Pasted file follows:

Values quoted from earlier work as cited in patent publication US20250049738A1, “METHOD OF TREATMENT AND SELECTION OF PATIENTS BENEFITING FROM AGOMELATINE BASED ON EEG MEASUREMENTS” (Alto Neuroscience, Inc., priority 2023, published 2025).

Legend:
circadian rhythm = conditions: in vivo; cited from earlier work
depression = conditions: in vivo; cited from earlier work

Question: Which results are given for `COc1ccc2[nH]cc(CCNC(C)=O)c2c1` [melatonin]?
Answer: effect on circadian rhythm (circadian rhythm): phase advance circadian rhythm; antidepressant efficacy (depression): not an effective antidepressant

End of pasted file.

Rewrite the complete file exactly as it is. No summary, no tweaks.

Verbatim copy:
Values quoted from earlier work as cited in patent publication US20250049738A1, “METHOD OF TREATMENT AND SELECTION OF PATIENTS BENEFITING FROM AGOMELATINE BASED ON EEG MEASUREMENTS” (Alto Neuroscience, Inc., priority 2023, published 2025).

Legend:
circadian rhythm = conditions: in vivo; cited from earlier work
depression = conditions: in vivo; cited from earlier work

Question: Which results are given for `COc1ccc2[nH]cc(CCNC(C)=O)c2c1` [melatonin]?
Answer: effect on circadian rhythm (circadian rhythm): phase advance circadian rhythm; antidepressant efficacy (depression): not an effective antidepressant